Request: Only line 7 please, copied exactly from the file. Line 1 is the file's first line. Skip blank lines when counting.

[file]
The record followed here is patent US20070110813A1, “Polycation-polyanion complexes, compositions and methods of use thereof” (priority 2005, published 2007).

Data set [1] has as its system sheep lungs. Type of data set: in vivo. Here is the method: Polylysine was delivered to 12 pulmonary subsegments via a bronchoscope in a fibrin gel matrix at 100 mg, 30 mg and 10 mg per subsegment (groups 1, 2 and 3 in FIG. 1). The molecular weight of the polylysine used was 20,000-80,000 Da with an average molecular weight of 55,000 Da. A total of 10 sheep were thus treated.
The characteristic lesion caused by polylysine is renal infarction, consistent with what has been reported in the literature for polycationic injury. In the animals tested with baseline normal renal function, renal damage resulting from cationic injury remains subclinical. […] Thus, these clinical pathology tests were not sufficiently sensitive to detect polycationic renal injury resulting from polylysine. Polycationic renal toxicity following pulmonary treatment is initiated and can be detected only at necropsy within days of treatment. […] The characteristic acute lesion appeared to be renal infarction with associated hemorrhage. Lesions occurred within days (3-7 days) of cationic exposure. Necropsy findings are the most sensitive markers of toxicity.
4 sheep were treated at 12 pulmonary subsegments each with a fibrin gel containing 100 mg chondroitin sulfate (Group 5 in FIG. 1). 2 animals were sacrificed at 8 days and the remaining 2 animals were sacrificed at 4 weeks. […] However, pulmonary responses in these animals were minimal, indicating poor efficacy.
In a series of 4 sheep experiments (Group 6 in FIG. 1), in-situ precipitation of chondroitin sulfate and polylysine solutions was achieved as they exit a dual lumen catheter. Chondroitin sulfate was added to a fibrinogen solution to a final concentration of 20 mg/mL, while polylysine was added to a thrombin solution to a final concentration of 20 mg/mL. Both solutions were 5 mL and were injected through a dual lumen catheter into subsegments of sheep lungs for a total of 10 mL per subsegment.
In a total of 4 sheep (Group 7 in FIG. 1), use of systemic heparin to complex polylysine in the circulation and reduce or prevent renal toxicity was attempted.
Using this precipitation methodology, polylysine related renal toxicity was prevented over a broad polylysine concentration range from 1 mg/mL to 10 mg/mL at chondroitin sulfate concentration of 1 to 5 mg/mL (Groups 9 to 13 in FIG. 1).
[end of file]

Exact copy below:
Using this precipitation methodology, polylysine related renal toxicity was prevented over a broad polylysine concentration range from 1 mg/mL to 10 mg/mL at chondroitin sulfate concentration of 1 to 5 mg/mL (Groups 9 to 13 in FIG. 1).